We often look at old age as a time of limitations, infirmities and sadness. Of course, it’s true that as we get older there are a number of things we don’t do as well as when we were younger. But that doesn’t necessarily mean that all older adults are sad or depressed. Some certainly are, but as a group, they are actually happier than younger people. Happiness tends to decrease in the late thirties and then begins to increase sharply after age 54. This holds true across 70 countries, from Albania to Zimbabwe.

            The apex is 82-85 years. The author summarizes varying scientific hypotheses explaining this curve. He goes on to discuss “social comparisons” between cultures that influence personal satisfaction, contrasting Western individualistic societies with Eastern collectivist and holistic societies. He then notes that America has been steadily dropping in the UN’s World Happiness Report, falling to an all-time low of nineteenth out of 156 countries in 2019, the most recent year for which he has data. (The Report’s criteria are per capita GDP, social support, health span (not life span), freedom to make life choices, generosity and freedom from corruption.) With specific reference to interpreting America’s slide, experts have emphasized “overuse of digital devices.”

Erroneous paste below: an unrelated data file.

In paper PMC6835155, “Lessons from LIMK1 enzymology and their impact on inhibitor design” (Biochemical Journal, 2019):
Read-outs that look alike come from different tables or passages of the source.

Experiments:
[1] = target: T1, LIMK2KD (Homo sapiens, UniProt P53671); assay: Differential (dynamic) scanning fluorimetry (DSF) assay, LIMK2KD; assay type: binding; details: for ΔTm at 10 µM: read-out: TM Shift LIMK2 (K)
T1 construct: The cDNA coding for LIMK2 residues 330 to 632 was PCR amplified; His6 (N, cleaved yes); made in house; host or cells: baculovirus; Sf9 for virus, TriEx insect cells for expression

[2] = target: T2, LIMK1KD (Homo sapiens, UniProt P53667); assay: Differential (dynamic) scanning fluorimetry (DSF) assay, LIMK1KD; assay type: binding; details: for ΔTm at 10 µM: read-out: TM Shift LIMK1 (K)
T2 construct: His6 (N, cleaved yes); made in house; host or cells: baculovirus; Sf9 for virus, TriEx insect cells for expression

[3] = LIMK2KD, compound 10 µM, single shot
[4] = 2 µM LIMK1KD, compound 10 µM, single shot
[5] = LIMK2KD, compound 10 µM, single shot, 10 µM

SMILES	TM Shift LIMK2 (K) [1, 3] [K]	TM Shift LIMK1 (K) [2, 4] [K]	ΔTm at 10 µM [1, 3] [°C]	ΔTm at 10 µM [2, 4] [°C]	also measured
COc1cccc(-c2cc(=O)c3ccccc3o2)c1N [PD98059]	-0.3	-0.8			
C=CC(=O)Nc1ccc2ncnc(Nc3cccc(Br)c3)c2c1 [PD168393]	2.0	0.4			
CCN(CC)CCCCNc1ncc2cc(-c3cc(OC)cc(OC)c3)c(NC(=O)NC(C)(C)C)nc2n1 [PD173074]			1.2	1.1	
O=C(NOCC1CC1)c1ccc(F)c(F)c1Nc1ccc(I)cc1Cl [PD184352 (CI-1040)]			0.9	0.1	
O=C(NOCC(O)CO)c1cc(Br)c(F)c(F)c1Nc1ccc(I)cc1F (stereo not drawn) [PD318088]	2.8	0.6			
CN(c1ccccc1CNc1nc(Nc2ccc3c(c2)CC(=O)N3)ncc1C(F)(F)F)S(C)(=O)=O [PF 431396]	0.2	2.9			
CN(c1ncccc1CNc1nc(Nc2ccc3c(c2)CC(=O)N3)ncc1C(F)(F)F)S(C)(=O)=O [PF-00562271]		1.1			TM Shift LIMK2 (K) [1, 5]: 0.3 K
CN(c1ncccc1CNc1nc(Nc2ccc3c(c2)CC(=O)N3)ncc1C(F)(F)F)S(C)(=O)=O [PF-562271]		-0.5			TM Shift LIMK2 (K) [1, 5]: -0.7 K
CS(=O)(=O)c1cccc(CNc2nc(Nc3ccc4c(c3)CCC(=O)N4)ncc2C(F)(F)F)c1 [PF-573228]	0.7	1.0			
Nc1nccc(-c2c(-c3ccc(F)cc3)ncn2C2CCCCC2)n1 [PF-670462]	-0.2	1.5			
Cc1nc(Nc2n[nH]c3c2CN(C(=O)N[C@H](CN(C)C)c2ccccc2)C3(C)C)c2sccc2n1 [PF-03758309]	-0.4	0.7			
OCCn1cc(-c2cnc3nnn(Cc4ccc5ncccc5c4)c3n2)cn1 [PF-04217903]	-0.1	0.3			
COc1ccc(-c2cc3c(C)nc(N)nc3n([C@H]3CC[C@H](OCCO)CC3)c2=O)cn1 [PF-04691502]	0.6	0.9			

Analyzing the Harvard Grant Study, the longest study on health and happiness ever conducted, Levitin quotes its current director: “The clearest message we get from this 75-year study is this: good relationships keep us happier and healthier, period.” Not parental social class, IQ or income. And the most crucial relationship in this context is a sustained, mutually respectful marriage or personal partnership. Better yet is a union characterized by independence. Levitin riffs “If you love somebody, set them free.”

            The single elder-happiness subtopic on which I found myself strongly disagreeing with the author was retirement.  Levitin doesn’t mince words: “What is the ideal age to retire? Never. Even if you’re physically impaired, it’s best to keep working.” From my perspective, this labor-centric counsel is an American cultural trap. It ignores the fact that most Americans are unhappy in their jobs. And that automation is rapidly replacing less-efficient human laborers. And that old age is an earned reward, offering time to explore deferred creative passions, as well as learning, mentoring, grand-parenting and travel. The author does hedge his bets by occasionally including volunteering in his definition of work. But his advocacy emphatically recommends that elders practice “unretirement,” resumption of paid employment and resistance to on-the-job ageism. An implicit Calvinist bias underpins his retirement rejection. (If I’m honest and climb down off my agile-aging hobbyhorse, I’d probably concede that, uniquely within the current American culture, Levitin’s anti-retirement partiality may be the majority position.)